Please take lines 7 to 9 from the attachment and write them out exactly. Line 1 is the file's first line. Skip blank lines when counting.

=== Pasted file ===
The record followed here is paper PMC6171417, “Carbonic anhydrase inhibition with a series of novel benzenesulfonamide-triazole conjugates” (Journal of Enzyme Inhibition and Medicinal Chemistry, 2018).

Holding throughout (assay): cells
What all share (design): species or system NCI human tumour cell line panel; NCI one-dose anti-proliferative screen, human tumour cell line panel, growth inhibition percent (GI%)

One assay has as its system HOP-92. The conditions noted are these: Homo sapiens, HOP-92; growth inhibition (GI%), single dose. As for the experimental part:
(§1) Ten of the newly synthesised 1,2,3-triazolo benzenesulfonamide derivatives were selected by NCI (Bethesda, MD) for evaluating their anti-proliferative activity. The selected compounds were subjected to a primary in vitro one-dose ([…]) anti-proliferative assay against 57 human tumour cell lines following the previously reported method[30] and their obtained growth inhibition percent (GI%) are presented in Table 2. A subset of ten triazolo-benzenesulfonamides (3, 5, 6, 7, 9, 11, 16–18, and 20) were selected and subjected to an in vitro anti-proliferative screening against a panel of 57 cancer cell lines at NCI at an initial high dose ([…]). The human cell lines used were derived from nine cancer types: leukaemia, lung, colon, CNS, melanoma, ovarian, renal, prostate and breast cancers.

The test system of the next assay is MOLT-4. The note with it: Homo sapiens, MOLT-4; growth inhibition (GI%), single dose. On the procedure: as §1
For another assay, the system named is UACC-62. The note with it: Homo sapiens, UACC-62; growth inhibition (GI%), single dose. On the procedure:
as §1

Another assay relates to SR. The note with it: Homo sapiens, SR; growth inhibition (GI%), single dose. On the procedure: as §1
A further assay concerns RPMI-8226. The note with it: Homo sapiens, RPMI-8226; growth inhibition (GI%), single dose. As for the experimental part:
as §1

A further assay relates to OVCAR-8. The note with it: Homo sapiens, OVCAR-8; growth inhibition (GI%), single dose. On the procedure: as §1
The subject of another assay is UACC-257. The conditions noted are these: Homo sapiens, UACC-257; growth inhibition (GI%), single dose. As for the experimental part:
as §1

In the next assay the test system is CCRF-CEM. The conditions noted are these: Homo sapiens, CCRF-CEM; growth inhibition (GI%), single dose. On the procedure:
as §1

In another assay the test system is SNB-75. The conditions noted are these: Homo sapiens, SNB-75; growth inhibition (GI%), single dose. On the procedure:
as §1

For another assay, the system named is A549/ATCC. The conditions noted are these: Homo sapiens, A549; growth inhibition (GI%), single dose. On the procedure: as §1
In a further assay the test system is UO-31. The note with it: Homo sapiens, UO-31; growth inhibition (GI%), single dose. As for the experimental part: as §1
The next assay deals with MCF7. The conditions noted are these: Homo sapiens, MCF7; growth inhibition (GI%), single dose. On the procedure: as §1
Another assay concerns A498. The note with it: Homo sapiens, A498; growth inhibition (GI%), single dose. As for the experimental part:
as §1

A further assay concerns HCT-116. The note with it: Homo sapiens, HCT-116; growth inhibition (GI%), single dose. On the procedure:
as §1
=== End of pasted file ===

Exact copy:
For another assay, the system named is UACC-62. The note with it: Homo sapiens, UACC-62; growth inhibition (GI%), single dose. On the procedure:
as §1

Another assay relates to SR. The note with it: Homo sapiens, SR; growth inhibition (GI%), single dose. On the procedure: as §1